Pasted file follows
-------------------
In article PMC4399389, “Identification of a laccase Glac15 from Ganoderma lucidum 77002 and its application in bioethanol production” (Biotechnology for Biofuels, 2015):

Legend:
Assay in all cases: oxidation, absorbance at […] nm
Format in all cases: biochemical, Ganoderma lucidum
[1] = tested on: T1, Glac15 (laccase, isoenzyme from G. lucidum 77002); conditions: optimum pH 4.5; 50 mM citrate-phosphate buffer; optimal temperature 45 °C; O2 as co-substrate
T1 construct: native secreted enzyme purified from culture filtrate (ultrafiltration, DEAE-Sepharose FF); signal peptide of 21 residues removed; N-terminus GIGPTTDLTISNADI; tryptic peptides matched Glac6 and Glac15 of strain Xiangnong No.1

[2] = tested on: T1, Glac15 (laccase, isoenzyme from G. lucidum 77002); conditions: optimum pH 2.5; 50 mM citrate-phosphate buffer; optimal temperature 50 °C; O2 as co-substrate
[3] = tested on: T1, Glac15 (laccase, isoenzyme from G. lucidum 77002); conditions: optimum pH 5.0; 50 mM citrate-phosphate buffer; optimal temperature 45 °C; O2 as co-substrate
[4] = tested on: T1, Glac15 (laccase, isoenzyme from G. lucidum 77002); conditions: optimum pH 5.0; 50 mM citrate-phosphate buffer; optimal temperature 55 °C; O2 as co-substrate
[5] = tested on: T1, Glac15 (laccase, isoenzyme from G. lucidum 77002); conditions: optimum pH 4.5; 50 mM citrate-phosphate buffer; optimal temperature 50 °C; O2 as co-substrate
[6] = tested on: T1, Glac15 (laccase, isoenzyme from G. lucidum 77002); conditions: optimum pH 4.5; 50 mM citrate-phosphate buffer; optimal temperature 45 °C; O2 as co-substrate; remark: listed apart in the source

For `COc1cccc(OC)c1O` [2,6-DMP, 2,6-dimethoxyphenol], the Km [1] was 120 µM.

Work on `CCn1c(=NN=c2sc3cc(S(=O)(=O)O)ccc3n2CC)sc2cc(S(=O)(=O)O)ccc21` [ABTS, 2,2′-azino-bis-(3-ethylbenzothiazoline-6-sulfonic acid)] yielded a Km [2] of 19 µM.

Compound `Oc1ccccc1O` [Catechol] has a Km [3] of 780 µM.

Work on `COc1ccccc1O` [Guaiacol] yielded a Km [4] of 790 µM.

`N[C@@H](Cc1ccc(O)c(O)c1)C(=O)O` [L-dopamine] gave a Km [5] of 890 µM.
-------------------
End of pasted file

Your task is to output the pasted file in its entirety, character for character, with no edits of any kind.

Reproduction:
In article PMC4399389, “Identification of a laccase Glac15 from Ganoderma lucidum 77002 and its application in bioethanol production” (Biotechnology for Biofuels, 2015):

Legend:
Assay in all cases: oxidation, absorbance at […] nm
Format in all cases: biochemical, Ganoderma lucidum
[1] = tested on: T1, Glac15 (laccase, isoenzyme from G. lucidum 77002); conditions: optimum pH 4.5; 50 mM citrate-phosphate buffer; optimal temperature 45 °C; O2 as co-substrate
T1 construct: native secreted enzyme purified from culture filtrate (ultrafiltration, DEAE-Sepharose FF); signal peptide of 21 residues removed; N-terminus GIGPTTDLTISNADI; tryptic peptides matched Glac6 and Glac15 of strain Xiangnong No.1

[2] = tested on: T1, Glac15 (laccase, isoenzyme from G. lucidum 77002); conditions: optimum pH 2.5; 50 mM citrate-phosphate buffer; optimal temperature 50 °C; O2 as co-substrate
[3] = tested on: T1, Glac15 (laccase, isoenzyme from G. lucidum 77002); conditions: optimum pH 5.0; 50 mM citrate-phosphate buffer; optimal temperature 45 °C; O2 as co-substrate
[4] = tested on: T1, Glac15 (laccase, isoenzyme from G. lucidum 77002); conditions: optimum pH 5.0; 50 mM citrate-phosphate buffer; optimal temperature 55 °C; O2 as co-substrate
[5] = tested on: T1, Glac15 (laccase, isoenzyme from G. lucidum 77002); conditions: optimum pH 4.5; 50 mM citrate-phosphate buffer; optimal temperature 50 °C; O2 as co-substrate
[6] = tested on: T1, Glac15 (laccase, isoenzyme from G. lucidum 77002); conditions: optimum pH 4.5; 50 mM citrate-phosphate buffer; optimal temperature 45 °C; O2 as co-substrate; remark: listed apart in the source

For `COc1cccc(OC)c1O` [2,6-DMP, 2,6-dimethoxyphenol], the Km [1] was 120 µM.

Work on `CCn1c(=NN=c2sc3cc(S(=O)(=O)O)ccc3n2CC)sc2cc(S(=O)(=O)O)ccc21` [ABTS, 2,2′-azino-bis-(3-ethylbenzothiazoline-6-sulfonic acid)] yielded a Km [2] of 19 µM.

Compound `Oc1ccccc1O` [Catechol] has a Km [3] of 780 µM.

Work on `COc1ccccc1O` [Guaiacol] yielded a Km [4] of 790 µM.

`N[C@@H](Cc1ccc(O)c(O)c1)C(=O)O` [L-dopamine] gave a Km [5] of 890 µM.